State Human Rights Commission Advances Transgender Woman’s Discrimination Case Against Assisted Living Facility
In a first-of-its-kind case, the Maine Human Rights Commission issued a finding of reasonable grounds that Sunrise Assisted Living violated state nondiscrimination protections when it denied 79-year-old Marie King a room because she is transgender
The Maine Human Rights Commission by a 3-2 vote today issued a finding of reasonable grounds that an assisted living facility violated state nondiscrimination law by turning away a transgender woman. The Commission’s action followed an investigation in the discrimination complaint filed by GLBTQ Legal Advocates & Defenders (GLAD) on behalf of Marie King, a 79-year-old woman who was denied a room by Sunrise Assisted Living because she is transgender. It is the first known discrimination complaint filed in the U.S. by a transgender older adult against a long-term care facility.
“Being turned away because I’m transgender was wrong and it hurt,” said Ms. King. “It’s a relief to have the Commission recognize that. I know I’m not the only person this has happened to and I hope my case leads to better understanding.”
“This is a significant finding for Ms. King and for other transgender older adults who face similar barriers when seeking the care many of us need as we age,” said GLAD Staff Attorney Chris Erchull. “The Commission’s action sends a clear message both to transgender people and to long-term care facilities that turning someone away because they are transgender violates the legal protections meant to ensure equal treatment for everyone.”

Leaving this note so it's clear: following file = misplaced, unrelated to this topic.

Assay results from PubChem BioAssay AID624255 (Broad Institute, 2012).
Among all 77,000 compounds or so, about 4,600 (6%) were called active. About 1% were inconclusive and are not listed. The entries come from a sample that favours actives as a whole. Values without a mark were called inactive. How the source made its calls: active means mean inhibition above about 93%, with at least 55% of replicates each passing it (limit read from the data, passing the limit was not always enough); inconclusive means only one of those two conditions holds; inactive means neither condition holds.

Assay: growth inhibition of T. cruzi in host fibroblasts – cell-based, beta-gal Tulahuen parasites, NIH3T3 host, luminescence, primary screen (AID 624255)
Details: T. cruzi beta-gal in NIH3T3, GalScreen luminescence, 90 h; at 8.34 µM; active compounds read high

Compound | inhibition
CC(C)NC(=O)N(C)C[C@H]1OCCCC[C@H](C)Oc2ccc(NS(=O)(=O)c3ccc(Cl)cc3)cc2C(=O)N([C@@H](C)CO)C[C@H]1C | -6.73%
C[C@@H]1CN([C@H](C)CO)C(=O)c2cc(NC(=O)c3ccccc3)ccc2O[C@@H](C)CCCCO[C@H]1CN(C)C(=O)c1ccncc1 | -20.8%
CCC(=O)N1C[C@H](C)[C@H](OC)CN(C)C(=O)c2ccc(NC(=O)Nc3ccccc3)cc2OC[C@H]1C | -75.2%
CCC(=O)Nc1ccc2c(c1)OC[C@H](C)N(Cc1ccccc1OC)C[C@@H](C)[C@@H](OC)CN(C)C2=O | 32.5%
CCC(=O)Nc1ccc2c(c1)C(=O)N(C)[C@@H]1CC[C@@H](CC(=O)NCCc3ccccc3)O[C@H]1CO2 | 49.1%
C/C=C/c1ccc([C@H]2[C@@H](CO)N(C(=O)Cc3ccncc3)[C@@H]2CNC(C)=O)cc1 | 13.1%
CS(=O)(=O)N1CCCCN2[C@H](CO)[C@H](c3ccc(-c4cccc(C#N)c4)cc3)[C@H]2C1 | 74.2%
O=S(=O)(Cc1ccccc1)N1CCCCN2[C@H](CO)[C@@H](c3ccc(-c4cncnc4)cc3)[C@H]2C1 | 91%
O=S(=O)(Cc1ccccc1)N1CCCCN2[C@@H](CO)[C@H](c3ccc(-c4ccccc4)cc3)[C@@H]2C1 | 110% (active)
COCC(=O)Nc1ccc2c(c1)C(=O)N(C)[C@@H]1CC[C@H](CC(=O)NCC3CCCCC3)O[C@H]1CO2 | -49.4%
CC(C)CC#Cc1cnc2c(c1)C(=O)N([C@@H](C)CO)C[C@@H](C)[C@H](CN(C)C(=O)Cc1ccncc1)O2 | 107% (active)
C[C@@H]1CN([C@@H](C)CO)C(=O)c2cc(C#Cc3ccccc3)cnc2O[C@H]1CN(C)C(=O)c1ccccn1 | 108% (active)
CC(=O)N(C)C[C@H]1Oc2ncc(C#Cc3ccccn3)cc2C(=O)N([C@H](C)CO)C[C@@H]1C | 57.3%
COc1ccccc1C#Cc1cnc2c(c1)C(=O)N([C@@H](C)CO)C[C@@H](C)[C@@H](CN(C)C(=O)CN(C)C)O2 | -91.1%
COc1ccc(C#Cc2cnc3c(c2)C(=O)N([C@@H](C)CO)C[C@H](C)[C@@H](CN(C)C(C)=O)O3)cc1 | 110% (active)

In the spring of 2021, a social worker at Pen Bay Medical Center contacted Sunrise on behalf of Ms. King, who was a patient at the hospital. The facility initially said there was a room available, but upon learning that Ms. King is transgender Sunrise informed the hospital they would not admit her because they were concerned she wanted to reside in a room with a female roommate.
The Commission made a finding of reasonable grounds that Sunrise discriminated against her on the basis of her gender identity, transgender status, and her sex, all protected under the Maine Human Rights Act. The Commission will now bring the parties together to attempt to resolve the matter and, failing that, Ms. King’s case may proceed to court.
“We have nondiscrimination protections in our laws to ensure we are all treated equally and to address the profound harm people experience when they are not,” said GLAD Senior Attorney Ben Klein. “When Marie was denied a room at Sunrise because she is a transgender woman it was dehumanizing and it impacted her health, forcing her to stay in the hospital longer than was recommended by her medical team. The outcome we are all working toward is long-term care facilities where everyone who needs them is welcomed with courtesy and respect.”
Research indicates that transgender older adults are as likely as or even more likely than other older adults to require long-term care, including assisted living, due to the adverse health consequences of long histories of anti-transgender stigma and bias. Yet, as Ms. King’s case shows, transgender adults face systemic and widespread barriers when seeking care and support as they age.
“Today’s finding presents an opportunity to reinforce a core value shared by those who provide long-term care: that all of us are entitled to dignity and respect as we age,” added GLAD Civil Rights Project Director and Maine Attorney Mary Bonauto. “That is all Marie and other transgender older adults are asking for and it is what the Commission has confirmed the law requires.”
Learn more about the case, King v. Sunrise Assisted Living.